There are stringent natural gas piping installation and repair requirements in every city. Before we explain more about the various natural gas piping requirements, safety issues surrounding gas installation in the City of Chicago and steps to take in the event of a natural gas leak emergency, it’s important to understand the prevailing regulatory context to natural gas distribution piping there.
Regulatory Context to Natural Gas Piping Installation in Chicago
The regulatory backdrop to natural gas pipe installation and piping materials in Chicago is mainly governed by the City of Chicago Building Code which in turn adopts the International Fuel Gas Code with certain additions, outlined below along with various standards.
The current editions of these codes and standards should always be consulted prior to natural gas piping specification, installation and repair. These outline the various requirements relating to gas piping installation and repair. What follows here is for guidance purposes only.
Piping Material additions
Concealed fittings are not allowed. Brass mechanical attachment fittings in a Corrugated Stainless Steel Tubing (CSST) system are suitable for concealed use in accordance with a ANSI standard but concealed fittings are not permitted in the City of Chicago (except for connection of CSST to through-wall rigid pipe at meter and appliance sub-outs).
Manifolds not approved to be concealed. Distribution manifolds comprising standard malleable tees and listed brass fittings are not approved to be concealed. (For concealed installation, an access panel should be installed to provide access to the manifold assembly).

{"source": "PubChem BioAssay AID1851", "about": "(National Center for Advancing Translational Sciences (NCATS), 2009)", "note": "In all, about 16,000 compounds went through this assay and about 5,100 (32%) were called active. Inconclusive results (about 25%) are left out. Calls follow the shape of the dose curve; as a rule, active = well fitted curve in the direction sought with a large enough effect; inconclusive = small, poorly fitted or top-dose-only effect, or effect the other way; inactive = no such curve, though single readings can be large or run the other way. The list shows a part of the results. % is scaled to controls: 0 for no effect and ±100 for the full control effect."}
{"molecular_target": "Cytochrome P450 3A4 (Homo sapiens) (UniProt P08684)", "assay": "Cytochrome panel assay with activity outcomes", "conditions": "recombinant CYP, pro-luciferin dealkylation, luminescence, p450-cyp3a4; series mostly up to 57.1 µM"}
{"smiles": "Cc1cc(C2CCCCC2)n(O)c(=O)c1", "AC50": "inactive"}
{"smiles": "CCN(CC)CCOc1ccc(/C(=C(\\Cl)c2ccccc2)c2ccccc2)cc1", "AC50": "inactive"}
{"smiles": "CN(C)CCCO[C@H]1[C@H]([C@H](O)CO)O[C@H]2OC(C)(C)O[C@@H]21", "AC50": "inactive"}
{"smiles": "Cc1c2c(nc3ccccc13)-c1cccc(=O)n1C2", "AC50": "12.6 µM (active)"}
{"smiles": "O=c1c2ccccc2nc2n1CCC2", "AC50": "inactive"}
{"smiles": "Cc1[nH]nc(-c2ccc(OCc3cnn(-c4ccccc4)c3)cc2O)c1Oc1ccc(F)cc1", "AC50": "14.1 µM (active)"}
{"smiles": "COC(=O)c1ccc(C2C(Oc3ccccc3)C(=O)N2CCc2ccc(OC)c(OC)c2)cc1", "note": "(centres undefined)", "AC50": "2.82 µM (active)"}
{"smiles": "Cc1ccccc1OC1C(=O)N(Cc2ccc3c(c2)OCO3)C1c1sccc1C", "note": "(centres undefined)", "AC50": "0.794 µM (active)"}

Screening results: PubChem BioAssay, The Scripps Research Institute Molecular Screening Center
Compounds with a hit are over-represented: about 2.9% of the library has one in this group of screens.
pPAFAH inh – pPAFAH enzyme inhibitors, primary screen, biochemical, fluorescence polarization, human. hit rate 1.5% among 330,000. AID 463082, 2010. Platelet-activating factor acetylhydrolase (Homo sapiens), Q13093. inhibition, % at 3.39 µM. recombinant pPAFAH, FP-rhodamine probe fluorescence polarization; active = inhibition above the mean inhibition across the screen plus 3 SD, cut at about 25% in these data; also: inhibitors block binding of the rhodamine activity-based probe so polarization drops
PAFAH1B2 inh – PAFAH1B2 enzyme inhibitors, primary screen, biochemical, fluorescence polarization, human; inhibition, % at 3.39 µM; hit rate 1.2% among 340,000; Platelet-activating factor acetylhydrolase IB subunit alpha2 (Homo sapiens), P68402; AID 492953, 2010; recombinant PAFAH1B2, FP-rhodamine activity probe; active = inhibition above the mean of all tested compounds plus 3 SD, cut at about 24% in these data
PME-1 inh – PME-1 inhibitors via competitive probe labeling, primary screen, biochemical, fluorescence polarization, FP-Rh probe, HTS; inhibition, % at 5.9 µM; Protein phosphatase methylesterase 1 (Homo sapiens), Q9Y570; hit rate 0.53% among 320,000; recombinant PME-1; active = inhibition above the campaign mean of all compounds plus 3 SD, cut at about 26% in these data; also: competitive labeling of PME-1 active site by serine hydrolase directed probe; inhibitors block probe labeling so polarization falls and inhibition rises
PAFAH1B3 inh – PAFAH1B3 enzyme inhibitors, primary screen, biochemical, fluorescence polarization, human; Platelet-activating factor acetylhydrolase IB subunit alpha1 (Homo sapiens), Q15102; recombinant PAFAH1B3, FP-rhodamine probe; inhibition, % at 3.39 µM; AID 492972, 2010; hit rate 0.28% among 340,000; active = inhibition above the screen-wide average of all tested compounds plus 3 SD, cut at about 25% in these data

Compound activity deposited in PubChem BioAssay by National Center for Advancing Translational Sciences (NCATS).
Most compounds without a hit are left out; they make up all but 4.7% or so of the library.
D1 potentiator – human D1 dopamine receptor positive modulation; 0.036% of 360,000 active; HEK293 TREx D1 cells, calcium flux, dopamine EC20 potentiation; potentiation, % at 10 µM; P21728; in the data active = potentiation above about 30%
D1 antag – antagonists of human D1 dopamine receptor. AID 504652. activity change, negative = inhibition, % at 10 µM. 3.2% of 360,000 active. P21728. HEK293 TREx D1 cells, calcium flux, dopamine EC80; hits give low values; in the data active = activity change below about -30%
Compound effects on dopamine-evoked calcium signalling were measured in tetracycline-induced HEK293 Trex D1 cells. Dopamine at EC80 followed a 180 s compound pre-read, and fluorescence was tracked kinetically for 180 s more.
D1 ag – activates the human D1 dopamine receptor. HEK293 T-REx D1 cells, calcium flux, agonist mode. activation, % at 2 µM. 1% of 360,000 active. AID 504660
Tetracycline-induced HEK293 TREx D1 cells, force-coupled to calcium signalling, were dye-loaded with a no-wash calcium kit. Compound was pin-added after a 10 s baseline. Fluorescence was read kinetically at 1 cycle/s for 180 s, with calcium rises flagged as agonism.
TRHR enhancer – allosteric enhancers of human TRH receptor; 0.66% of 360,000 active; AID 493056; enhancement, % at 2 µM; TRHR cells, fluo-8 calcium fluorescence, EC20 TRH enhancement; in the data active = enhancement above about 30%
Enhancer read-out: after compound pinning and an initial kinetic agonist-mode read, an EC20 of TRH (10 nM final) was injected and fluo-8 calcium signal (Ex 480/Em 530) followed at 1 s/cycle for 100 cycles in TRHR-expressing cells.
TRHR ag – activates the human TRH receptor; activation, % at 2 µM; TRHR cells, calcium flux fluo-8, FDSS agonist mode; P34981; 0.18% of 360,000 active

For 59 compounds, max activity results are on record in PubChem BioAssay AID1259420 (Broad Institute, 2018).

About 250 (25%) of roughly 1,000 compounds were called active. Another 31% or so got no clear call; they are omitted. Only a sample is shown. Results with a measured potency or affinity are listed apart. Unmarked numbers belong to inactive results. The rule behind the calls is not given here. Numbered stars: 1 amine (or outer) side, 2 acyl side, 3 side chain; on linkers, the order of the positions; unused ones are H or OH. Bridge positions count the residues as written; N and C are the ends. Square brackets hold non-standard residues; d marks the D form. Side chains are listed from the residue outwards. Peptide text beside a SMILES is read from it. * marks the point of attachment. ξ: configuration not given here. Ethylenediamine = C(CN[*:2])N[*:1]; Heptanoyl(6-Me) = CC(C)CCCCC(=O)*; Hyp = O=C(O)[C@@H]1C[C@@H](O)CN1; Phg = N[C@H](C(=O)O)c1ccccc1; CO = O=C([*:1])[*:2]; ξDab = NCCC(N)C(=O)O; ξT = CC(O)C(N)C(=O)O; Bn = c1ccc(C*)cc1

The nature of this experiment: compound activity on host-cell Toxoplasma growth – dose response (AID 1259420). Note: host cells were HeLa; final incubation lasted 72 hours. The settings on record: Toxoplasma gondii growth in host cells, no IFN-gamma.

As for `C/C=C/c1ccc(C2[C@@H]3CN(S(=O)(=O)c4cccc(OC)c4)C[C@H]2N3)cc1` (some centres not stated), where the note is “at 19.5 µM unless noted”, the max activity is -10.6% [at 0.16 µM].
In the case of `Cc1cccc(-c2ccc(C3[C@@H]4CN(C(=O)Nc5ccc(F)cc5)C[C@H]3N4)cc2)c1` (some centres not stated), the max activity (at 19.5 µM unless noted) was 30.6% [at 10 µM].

Oxygen not permitted: Where test mediums are air, an inert gas or nitrogen, oxygen shall not be used.
Supplemental and Standby Gas Supply addition
Gas Boosters. Where a customer is boosting natural gas pressure, an approved customer-owned back pressure valve (check valve) shall be installed at the outlet of the meter owned and maintained by the local natural gas utility company.
Natural Gas Pipe Installation
Natural gas is colorless and odorless. That is why utility companies use an odorant and sulfur additive called mercaptan in natural gas systems. It’s smell can alert people to the event of a gas leak.
Gas Pipe Size/Material
When moisture is present, the hydrogen sulfide present in the natural gas becomes acidic. This acidity can cause corrosion to copper or galvanized pipe with a zinc coating.
Rigid non-flexible schedule 40 rigid black steel (not galvanized or copper) pipe are permitted for natural gas pipe distribution within the wall of a building and past the outlet side of the gas meter or appliance.
FAC upto 6 ft in runs are permitted from a rigid gas pipe outlet:stub-out to give a flexible connection to a dryer, stove or other such gas-burning appliance. These cannot extend inside a wall and should be open to visual inspection, listed and labeled to meet American National Standards Institute (ANSI) standards and coated.
Gas Fittings Size/Material